Vitamin C Booster Powder
Good Molecules’s Vitamin C Booster Powder boasts the power of one of skin care’s gold-star brightening ingredients, but its benefit is largely undone by a poor packaging choice.
This product is straightforward and simple to use: housed in a plastic jar (with a scoop included) is the powder of one form of vitamin C: l-ascorbic acid. Years of research show that l-ascorbic acid is effective in treating many of the signs of aging, including an uneven skin tone, dark spots, and diminishing all types of wrinkles.
The instructions say to use one scoop of powder and add it to your favorite serum or moisturizer, where it dissolves quickly to create an extra “boost” of vitamin C in your favorite skin care products. This does dissolve and works well in other products (though you should not mix it, or any other booster product, directly into sunscreen as it can effect its ability to protect you from UV rays).
One issue with this product is that it’s one-note – while vitamin C is amazing, it’s best accompanied by other ingredients to complement its benefits, and since l-ascorbic acid in particular may cause some sensitivity, it would be nice to see some soothing ingredients such as licorice or allantoin alongside it.
The other problem is that this comes in a jar. Even in powder form vitamin C is vulnerable to oxidizing when it comes into contact with air – which this jar readily allows. See More Info for details on why jar packaging for this kind of product is a bad idea.
While they avoid problematic ingredients such as fragrance, this effective but still disappointing product winds up falling behind the superior offerings you’ll find on our list of best vitamin C products.
- Vitamin C (l-ascorbic acid) has years of research proving its benefit to skin.
- Powder mixes well in both serums and moisturizers.
- One-note formula would be more impressive with additional beneficial ingredients.
- Packaged in a jar, meaning its star ingredient isn’t protected from light and air.
Jar Packaging & Beneficial Ingredients: Beneficial anti-aging ingredients, which include all plant extracts, almost all vitamins, antioxidants, and other state-of-the-art ingredients, are unstable, which means they begin to break down in the presence of air. Once a jar is opened and lets air in, these important ingredients begin to deteriorate, becoming less and less effective. Routine exposure to daylight also is problematic for these ingredients.
Jar packaging is also unsanitary because you dip your fingers into the jar with each use, contaminating the product. This stresses the preservative system, leading to further deterioration of the beneficial ingredients.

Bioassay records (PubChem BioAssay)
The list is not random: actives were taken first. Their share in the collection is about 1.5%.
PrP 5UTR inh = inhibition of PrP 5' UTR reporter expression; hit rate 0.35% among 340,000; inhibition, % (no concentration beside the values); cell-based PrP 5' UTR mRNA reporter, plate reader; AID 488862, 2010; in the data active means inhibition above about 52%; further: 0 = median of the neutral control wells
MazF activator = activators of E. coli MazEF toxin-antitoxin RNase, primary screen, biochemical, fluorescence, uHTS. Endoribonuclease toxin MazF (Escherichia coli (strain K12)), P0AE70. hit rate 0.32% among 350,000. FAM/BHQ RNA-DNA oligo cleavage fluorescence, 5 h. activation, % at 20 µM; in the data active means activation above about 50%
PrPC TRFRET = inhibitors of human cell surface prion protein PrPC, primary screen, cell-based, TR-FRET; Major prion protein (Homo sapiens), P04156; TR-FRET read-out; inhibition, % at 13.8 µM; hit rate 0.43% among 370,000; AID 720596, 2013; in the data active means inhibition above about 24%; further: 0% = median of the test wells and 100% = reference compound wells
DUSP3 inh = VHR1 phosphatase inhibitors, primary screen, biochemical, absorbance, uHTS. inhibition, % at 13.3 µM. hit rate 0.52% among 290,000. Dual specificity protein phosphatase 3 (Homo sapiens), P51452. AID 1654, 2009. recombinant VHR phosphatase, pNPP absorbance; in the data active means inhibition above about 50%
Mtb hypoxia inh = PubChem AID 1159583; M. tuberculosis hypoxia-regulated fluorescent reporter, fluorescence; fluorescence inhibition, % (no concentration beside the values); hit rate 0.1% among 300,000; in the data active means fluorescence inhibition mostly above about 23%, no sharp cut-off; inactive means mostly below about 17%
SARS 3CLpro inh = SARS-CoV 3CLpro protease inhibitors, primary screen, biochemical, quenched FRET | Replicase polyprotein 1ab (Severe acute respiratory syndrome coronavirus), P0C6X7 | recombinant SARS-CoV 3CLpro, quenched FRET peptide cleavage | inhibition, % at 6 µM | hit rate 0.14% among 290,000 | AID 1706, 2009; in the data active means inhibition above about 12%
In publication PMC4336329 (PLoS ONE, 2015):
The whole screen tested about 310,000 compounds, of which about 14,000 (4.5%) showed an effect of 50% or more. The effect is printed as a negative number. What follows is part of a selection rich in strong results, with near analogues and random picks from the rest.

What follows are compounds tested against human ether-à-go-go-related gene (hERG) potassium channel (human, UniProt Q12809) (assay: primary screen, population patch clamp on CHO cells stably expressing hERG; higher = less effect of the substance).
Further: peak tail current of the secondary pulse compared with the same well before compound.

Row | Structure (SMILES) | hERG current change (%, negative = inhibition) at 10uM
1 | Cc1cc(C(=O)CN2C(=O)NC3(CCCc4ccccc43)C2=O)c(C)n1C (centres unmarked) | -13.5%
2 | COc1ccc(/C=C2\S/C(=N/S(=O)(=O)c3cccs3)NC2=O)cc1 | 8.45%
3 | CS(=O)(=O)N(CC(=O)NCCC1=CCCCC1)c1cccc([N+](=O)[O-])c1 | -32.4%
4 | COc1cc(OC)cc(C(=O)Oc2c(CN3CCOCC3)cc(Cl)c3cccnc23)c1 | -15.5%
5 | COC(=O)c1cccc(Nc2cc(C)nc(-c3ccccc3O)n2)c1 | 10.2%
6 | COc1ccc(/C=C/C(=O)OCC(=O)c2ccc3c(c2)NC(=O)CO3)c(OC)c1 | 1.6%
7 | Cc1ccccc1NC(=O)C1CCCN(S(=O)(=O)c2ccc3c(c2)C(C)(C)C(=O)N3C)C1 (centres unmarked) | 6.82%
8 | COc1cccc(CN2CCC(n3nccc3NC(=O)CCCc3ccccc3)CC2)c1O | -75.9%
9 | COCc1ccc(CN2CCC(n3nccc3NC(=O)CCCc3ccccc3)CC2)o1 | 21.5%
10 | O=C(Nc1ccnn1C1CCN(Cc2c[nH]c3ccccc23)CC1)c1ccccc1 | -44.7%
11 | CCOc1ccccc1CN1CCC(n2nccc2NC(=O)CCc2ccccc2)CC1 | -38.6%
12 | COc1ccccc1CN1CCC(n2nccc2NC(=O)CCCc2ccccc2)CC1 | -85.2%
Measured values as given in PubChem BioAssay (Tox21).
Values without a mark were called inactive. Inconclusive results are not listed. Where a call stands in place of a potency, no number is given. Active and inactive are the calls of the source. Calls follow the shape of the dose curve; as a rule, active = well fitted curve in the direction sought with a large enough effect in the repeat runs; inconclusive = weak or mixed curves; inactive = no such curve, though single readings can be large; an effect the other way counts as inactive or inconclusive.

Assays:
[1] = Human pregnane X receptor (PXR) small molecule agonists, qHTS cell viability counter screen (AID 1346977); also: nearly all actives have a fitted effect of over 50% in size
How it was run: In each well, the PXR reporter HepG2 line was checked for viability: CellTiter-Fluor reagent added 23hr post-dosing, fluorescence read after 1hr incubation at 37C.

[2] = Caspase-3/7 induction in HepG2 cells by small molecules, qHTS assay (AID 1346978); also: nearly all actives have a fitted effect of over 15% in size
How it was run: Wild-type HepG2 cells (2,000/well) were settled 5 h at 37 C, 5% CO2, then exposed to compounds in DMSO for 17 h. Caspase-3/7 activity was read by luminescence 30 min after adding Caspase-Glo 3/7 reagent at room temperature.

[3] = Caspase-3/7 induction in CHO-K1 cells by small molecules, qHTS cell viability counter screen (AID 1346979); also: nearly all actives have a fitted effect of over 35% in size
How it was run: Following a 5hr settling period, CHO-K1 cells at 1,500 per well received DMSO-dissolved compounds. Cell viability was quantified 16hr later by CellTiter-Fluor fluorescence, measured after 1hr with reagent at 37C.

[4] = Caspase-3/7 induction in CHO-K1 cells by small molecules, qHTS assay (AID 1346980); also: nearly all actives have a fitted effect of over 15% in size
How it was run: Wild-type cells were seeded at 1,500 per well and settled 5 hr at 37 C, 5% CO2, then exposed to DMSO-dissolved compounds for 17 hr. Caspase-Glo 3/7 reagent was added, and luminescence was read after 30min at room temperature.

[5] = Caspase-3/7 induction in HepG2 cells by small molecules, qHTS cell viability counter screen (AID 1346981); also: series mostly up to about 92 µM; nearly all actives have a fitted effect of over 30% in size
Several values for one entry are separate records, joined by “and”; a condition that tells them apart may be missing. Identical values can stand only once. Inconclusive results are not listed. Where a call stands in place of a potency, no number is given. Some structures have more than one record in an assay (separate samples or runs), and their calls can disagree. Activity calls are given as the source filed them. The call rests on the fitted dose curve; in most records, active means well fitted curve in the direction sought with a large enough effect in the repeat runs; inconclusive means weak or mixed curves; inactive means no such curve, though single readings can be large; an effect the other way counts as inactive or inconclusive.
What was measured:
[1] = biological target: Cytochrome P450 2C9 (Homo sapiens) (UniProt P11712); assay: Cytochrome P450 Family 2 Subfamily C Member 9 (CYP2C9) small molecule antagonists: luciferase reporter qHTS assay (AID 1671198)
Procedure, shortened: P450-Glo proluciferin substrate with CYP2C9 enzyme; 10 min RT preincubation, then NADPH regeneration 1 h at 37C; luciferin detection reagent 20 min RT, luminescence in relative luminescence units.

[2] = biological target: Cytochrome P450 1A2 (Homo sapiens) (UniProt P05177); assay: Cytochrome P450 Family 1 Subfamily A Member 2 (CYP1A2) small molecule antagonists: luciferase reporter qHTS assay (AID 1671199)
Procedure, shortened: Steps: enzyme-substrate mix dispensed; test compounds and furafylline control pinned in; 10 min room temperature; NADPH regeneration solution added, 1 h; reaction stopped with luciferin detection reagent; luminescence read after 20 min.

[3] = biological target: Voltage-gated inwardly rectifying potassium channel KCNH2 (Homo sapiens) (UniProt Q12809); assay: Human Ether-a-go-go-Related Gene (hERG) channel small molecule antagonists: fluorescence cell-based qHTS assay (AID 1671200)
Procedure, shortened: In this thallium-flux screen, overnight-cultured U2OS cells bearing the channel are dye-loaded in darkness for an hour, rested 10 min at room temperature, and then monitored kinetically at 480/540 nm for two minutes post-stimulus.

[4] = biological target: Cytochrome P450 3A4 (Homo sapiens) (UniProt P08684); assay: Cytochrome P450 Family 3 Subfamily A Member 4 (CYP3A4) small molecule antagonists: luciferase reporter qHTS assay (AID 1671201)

Remember: The ingredients that provide the most benefit in addressing visible signs of aging must be in airtight or air-restrictive packaging to remain effective throughout usage. Buying products in this type of packaging means that the ingredients have the best chance of remaining effective—to the benefit of your skin!
References for this information:
Pharmacology Review, July 2013, pages 97–106
Dermatologic Therapy, May-June 2012, pages 252–259
Current Drug Delivery, November 2011, pages 640–660
Journal of Agricultural Food Chemistry, May 2011, pages 4676–4683
Journal of Biophotonics, January 2010, pages 82–88
Guidelines of Stability Testing of Cosmetic Products, Colipa-CTFA, March 2004, pages 1–10
Promote a bright, firm, and smooth complexion with this 100% pure vitamin C booster powder.
Good Molecules is the house skin care brand of online retailer Beautylish. Beautylish got its start in 2010 in San Francisco and features articles on makeup and skin care topics, community reviews and feedback, and of course sells beauty products from a variety of brands.
Good Molecules launched in 2019 because the team behind Beautylish wanted to create a skin care company that focused on effective ingredients with a bargain price, not unlike the line’s most direct competitor, The Ordinary, which Beautylish also sells.
To that end, Good Molecules focuses on a small core of booster and treatment-like products, some being notably better than others. Just like The Ordinary, some of the formulas are one-note (focusing on a single ingredient or a pair of ingredients, instead of offering a more well-rounded option). This isn’t what research has shown is best for skin any more than eating only one healthy food would be a wise dietary choice; however, at these prices, some of these one-note products can make a nice addition to a great skin care routine.
Another concern is that almost all of the packaging is in bottles that need to be stored out of light to protect their ingredients. And we’re not thrilled that one or two products include citrus ingredients known to be irritating and the drying type of alcohol. Unlike many of the options from The Ordinary, however, the textures of the Good Molecules products are generally quite nice and layer well.
Still, the line’s philosophy is solid and there are some worthy entries, as long as you keep your expectations realistic (a single ingredient isn’t the solution to any skin concern). For more information about Good Molecules, visit https://www.beautylish.com/b/good-molecules.
About the Experts
The Beautypedia team consists of skin care and makeup experts personally trained by the original Cosmetics Cop and best-selling beauty author, Paula Begoun. We’re fascinated by skin care and makeup products and thrilled when they meet or exceed our expectations, but we’re also disappointed when they fail to perform as claimed, are wildly overpriced, or contain ingredients scientific research has proven can hurt skin.
Our mission has always been to help you find the best products for your skin, no matter your budget or preferences. Beautypedia’s thorough and insightful reviews cut through the hype and provide reliable recommendations for all ages, skin types, and skin tones.